Colorado has a love affair with the blue spruce (Picea pungens). Perhaps we’re enamored with the striking, steel-blue tint to the needles, and the way the color causes fall’s orange leaves to glow. Perhaps we appreciate the towering, pyramidal shape of a mature tree, or the short and squat dimensions of a dwarf cultivar.
A number of gardeners I’ve talked to added a blue spruce to their yard because it’s Colorado’s state tree. Blue spruces may not be the easiest species for Front Range landscapes, but they’re definitely worth the effort.
We all know that deciduous trees—oaks, maples, and the like—lose their leaves in the fall. But what about conifers? They’re supposed to be evergreen! Should we be worried if we see lots of brown needles on our pines and firs?
As is frequently the case with questions about gardening, the answer is “it depends.”
We’ve been enjoying some glorious autumn foliage these past few weeks, but there are plenty of plants that remain stubbornly green. In fact, their leaves stay green no matter what the season—that’s why we call them evergreens. With winter just around the corner, I began to wonder—how do evergreens survive our cold winters? Why don’t they lose their leaves?
For the past few weeks, my blue car has been yellow. Drifts of fine mustard-yellow dust cover our patio, our deck, and the floors indoors. I dust, and dust, and dust again; each time the rag comes up yellow. What is this dull yellow layer that covers everything? It’s pollen. More specifically, Ponderosa Pine pollen.
For those of us who live with pine trees, the pollen season is a yearly event as predictable as the throngs of Miller Moths currently beating themselves to death against our windows, and happening at the same time of year. Because we had a lot of rain at the end of last summer, 2014 is particularly pollen-y. All those trees, once dying from thirst, have a new lease on life, and they’re taking full advantage.
Mistletoe is a holiday tradition. We decorate our doorways with it, where tarrying under a spring might bring you a kiss. Unfortunately, the kind of mistletoe growing along Colorado’s Front Range isn’t so romantic. Five different species of dwarf mistletoe infest pines, spruces and firs. Given enough time, an infected tree will eventually die.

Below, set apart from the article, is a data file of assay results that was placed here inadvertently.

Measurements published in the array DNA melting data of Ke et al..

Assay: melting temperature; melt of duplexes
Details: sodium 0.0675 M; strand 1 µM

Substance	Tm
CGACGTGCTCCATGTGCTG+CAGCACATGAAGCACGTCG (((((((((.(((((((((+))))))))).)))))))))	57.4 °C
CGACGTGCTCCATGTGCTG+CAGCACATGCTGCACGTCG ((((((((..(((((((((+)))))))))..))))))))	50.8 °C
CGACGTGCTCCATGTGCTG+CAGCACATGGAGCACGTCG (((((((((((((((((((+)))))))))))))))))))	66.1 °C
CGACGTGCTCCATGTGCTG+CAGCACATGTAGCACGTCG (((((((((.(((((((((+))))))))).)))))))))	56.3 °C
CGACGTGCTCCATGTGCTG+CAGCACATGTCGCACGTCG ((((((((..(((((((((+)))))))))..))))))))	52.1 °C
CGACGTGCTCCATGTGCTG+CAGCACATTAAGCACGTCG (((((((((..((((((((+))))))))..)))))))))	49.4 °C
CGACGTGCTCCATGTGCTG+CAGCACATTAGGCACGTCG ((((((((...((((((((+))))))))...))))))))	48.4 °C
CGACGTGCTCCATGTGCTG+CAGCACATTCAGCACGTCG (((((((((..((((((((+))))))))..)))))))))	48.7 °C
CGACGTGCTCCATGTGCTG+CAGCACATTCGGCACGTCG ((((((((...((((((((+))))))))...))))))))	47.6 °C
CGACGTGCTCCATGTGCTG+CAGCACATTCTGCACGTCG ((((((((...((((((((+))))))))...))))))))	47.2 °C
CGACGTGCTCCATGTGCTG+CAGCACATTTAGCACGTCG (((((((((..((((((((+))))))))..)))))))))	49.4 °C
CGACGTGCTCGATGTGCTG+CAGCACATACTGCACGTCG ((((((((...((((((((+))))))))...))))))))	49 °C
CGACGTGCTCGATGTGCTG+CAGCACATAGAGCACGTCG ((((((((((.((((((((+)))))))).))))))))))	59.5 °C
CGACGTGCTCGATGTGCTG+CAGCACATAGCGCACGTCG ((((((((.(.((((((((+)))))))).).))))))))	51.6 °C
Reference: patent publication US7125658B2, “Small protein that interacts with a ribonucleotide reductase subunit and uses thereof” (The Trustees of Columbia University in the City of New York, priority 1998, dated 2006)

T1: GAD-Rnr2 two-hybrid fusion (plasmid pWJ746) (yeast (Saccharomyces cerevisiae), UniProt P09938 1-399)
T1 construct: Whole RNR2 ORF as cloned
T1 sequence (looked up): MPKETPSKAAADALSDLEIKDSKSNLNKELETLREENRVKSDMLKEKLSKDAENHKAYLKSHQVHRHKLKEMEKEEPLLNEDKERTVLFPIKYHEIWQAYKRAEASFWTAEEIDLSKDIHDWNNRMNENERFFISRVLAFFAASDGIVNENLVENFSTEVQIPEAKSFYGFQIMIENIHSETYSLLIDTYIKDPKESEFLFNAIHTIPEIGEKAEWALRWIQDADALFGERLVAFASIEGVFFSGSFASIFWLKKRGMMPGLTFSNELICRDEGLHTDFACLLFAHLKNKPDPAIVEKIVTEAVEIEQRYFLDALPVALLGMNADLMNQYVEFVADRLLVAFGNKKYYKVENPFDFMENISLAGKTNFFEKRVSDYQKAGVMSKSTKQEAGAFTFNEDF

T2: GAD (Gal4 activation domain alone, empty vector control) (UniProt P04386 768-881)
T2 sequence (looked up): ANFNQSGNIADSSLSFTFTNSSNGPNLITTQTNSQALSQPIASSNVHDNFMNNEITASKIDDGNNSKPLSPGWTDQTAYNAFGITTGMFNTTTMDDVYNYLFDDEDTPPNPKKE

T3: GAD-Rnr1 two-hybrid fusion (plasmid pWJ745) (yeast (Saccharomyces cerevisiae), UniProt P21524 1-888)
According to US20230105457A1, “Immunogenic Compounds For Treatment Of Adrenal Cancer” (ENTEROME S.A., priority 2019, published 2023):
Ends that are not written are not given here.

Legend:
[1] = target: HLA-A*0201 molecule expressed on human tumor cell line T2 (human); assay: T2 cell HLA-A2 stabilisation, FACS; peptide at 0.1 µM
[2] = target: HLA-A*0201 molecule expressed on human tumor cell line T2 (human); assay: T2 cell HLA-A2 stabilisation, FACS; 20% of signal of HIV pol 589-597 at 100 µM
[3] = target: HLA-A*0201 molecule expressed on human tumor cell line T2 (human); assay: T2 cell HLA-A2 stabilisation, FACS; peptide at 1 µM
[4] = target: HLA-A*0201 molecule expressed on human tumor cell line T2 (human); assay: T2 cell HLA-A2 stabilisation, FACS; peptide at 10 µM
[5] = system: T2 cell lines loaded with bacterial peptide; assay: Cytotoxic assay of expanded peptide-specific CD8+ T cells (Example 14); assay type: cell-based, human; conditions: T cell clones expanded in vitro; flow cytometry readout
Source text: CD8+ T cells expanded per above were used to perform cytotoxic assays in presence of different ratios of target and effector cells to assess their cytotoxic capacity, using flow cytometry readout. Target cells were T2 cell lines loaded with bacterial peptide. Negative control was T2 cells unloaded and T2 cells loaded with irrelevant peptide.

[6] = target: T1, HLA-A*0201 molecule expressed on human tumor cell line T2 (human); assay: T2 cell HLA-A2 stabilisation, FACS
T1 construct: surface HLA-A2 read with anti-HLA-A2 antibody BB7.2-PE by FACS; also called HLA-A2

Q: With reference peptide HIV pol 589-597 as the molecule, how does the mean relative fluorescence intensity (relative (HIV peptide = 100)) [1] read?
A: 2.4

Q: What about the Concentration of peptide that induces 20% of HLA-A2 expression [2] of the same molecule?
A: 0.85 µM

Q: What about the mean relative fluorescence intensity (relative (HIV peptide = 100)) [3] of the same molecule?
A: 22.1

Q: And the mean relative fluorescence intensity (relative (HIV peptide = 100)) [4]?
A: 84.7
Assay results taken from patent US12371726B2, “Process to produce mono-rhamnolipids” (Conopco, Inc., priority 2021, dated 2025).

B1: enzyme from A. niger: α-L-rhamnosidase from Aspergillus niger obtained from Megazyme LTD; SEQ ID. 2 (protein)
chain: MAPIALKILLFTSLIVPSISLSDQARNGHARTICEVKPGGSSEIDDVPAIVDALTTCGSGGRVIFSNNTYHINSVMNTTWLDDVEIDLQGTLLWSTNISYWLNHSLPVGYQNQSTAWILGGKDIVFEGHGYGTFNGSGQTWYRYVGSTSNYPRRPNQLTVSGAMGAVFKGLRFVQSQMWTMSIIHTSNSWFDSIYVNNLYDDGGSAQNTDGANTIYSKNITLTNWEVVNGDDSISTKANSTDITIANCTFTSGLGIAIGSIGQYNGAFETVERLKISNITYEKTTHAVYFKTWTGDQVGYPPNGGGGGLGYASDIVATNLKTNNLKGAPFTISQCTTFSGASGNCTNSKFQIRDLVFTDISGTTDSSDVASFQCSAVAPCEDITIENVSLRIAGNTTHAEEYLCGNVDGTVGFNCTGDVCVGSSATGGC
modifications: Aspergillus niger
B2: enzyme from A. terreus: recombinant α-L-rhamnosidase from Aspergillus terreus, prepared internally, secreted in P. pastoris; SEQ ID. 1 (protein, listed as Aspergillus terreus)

All mistletoes are flowering plants that have given up a life of self-sufficiency to become harmful parasites. Dwarf mistletoes lack leaves, so they have little ability to make their own food from sunlight. Instead of extending their roots into the soil, they have root-like structures that penetrate under the bark, where they siphon off both water and nutrients from the host tree.
The female mistletoe plant produces sticky seeds. When the seed capsules are ripe, usually in late summer, they explode, expelling their contents at speeds up to 60 mph! The seeds can travel up to 60 feet, although 30 feet is more common. Wherever the seeds hit, there they stick.
With the surge in environmentalism, many people are trying to decide which is “greener,” a real Christmas tree or an artificial one. Both have their pros and cons. There is, however, a third alternative. You can decorate a still-living tree this year.
Most nurseries and garden centers sell potted Christmas trees. You bring them indoors for a brief spell (a week at most) during the holidays, then plant them permanently in the ground.
Still-living trees cost more. No one wants to pay a premium for a tree that still has roots, only to have it die after moving it outside. While planting a Christmas tree isn’t difficult, you should do the same research and preparation that you would do when choosing any tree for your yard.
First of all, make sure you have the right tree for the right place. Consider how the tree will fit into your overall landscape plan. Most evergreen trees get very large. That cute three-foot fir may have a mature height of 70 feet or more! Instead of trying to cram a giant into a small suburban yard, choose a dwarf specimen instead—or arrange to plant it elsewhere so it will have room to grow.